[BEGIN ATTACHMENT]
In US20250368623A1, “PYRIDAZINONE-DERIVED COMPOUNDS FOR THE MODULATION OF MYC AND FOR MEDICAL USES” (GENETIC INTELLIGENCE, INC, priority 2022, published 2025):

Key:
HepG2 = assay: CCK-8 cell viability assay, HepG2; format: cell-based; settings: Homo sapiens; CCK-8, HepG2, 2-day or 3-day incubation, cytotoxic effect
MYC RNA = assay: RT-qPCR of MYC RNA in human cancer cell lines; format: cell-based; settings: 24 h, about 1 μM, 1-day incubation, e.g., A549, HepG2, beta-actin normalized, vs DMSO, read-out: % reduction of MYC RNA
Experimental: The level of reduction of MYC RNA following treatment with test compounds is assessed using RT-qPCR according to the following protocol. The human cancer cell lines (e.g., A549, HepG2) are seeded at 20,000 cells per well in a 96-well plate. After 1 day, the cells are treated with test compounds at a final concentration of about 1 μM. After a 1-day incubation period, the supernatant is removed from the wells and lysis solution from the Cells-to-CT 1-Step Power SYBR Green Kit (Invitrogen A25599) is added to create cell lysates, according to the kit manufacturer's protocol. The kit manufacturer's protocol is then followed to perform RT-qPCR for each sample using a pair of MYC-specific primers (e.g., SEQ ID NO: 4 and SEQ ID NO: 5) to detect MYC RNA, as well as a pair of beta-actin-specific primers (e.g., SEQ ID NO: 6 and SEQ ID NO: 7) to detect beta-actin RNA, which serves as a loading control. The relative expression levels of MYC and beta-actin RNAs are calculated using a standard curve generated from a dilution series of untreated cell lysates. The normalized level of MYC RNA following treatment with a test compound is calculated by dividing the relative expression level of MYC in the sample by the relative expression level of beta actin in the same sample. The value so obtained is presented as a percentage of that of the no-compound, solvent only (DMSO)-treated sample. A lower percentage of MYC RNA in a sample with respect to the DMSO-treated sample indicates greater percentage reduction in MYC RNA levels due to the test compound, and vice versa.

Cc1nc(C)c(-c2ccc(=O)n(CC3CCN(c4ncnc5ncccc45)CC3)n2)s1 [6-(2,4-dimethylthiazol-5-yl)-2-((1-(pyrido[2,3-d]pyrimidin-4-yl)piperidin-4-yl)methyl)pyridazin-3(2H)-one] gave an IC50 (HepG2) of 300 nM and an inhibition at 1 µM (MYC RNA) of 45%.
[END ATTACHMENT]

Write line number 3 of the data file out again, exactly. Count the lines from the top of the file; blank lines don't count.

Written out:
HepG2 = assay: CCK-8 cell viability assay, HepG2; format: cell-based; settings: Homo sapiens; CCK-8, HepG2, 2-day or 3-day incubation, cytotoxic effect